9 laws all tourists need to know before going to Egypt

EGYPT is known for its ancient history and hot weather, making it a great location for a summer getaway.
Watch more of our videos on Shots! 
and live on Freeview channel 276
Visit Shots! now

Holidaymakers are returning to Egypt following the Covid-19 pandemic, which saw the tourism industry grind to a halt.

If you are planning a trip to visit the River Nile or the Egyptian Pyramids, make sure you know the laws of the country before visiting.

Hide Ad
Hide Ad

Otherwise, you could run the risk of potentially ending up in prison.

The three large pyramids at Giza are among Egypt's biggest tourist attractions.The three large pyramids at Giza are among Egypt's biggest tourist attractions.
The three large pyramids at Giza are among Egypt's biggest tourist attractions.
Read More
9 laws all tourists need to know before going to Dubai

We have pulled together a guide of the laws you really need to know before visiting Egypt.

Here’s everything you need to know:

Keep a valid photo ID close by at all times

In Egypt, you should keep a valid photo ID with you at all times to prove your identity.

Zero tolerance for drugs

Egypt has a zero-tolerance for drug-related offences.

The UK government website states: 'Possession, use or trafficking in illegal drugs is a serious offence and can, even for small amounts, lead to lengthy prison sentences (25 years), life imprisonment or the death penalty.

Hide Ad
Hide Ad

‘Those sentenced to life imprisonment on drugs charges will normally spend the rest of their life in prison with no possibility of parole or pardon.'

Khat, which is a stimulant drug, is illegal in Egypt.

Alcohol laws

Egypt has different alcohol laws than European tourists might be used to.

According to the UK government website, drinking alcohol in the street and anywhere other than a licensed restaurant or bar is not allowed and can lead to arrest.

Publicising strongly negative opinions about the country

If you publicise a strong negative opinion about Egypt or make political comments, including about the President or security forces, you could land yourself in trouble with the authorities.

Hide Ad
Hide Ad

In some cases, derogatory comments on social media have led to custodial sentences.

Photography of military official installations is strictly prohibited.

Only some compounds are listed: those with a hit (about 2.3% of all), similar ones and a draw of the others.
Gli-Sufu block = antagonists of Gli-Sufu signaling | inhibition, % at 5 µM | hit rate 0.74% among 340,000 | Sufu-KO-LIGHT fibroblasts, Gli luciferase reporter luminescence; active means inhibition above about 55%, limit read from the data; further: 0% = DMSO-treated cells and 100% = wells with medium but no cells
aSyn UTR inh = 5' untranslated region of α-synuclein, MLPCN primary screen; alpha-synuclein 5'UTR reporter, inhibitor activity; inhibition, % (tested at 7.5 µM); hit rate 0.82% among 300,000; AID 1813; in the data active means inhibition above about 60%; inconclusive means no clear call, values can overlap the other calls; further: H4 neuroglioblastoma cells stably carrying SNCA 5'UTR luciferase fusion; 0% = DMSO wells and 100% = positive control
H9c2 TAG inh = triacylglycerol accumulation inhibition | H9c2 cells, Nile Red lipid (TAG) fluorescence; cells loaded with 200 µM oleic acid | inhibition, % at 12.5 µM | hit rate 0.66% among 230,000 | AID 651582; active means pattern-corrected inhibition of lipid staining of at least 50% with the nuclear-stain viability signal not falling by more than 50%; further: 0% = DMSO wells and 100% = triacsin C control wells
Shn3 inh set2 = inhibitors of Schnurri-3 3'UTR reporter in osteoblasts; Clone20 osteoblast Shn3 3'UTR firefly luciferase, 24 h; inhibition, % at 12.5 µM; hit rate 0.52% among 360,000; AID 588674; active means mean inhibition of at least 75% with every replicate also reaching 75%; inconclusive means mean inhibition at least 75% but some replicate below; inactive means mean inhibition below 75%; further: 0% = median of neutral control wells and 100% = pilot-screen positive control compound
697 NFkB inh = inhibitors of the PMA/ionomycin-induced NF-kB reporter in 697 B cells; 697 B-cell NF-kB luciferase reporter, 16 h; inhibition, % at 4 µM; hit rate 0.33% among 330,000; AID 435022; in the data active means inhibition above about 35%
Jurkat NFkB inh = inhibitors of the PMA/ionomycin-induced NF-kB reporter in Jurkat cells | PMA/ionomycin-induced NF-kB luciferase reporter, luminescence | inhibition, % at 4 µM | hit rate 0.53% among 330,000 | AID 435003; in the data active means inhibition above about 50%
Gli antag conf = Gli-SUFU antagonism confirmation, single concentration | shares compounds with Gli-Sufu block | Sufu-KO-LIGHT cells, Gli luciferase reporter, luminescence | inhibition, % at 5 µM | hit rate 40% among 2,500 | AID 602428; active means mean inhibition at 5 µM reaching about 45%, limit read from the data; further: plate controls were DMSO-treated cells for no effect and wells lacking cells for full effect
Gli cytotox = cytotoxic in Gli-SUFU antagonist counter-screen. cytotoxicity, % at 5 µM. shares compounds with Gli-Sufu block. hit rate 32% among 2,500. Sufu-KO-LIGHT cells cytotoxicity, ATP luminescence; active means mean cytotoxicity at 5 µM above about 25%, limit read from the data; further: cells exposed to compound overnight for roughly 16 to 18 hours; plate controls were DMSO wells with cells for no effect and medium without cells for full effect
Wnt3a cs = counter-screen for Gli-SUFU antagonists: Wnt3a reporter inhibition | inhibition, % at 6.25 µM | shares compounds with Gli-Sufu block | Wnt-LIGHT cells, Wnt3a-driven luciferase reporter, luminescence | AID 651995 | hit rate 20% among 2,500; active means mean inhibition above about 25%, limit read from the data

Photography of, or near, military official installations is strictly prohibited in Egypt, including the Suez Canal.

Tourists must not photograph officials without their consent and there are sensitivities about taking pictures of public buildings or infrastructure.

British nationals have been arrested for photographing electricity stations, train stations, and bridges.

Hide Ad
Hide Ad

If you are in any doubt, seek permission before taking photographs.

It is also advised that you should not use radio-controlled helicopters or ‘drones’ to take photographs.

Ban on import, production or use of unmanned aircraft systems

The import, production, or use of unmanned aircraft systems (drones) is banned in Egypt unless you have prior authorisation from the Egyptian Ministry of Defence.

Citizens who use, manufacture, or import drones without the appropriate authorisation will be punished by prison terms ranging from one to 7 years and/or fines ranging from EGP 5,000 to EGP 50,000.

Debauchery has been used to prosecute LGBT people in Egypt

Hide Ad
Hide Ad

Although same-sex sexual activity is not explicitly criminalised in Egypt, the charge of 'debauchery' has been used to prosecute LGBT people.

In 2017, at least 66 individuals were arrested on debauchery charges for flying a rainbow flag at a concert.

There is little public acceptance of homosexuality in Egypt.

Public expressions of homosexuality and/or public displays of affection between same-sex couples are likely to attract a high degree of unwelcome attention.

Dress modestly

Hide Ad
Hide Ad

In Egypt, individuals need to dress modestly in rural areas, mosques, and souqs (markets).

Although there is no compulsory dress code for women in Egypt, it is advised that individuals should keep their cleavage, knees, and shoulders covered.

Public displays of affection are frowned upon

Public displays of affection, such as kissing, are frowned upon in Egypt and what may be acceptable in the tourist resort areas may be frowned upon in others.

Holding hands is generally fine, but there are locations in Egypt where this is looked down upon, as physical contact between a man and woman is considered inappropriate.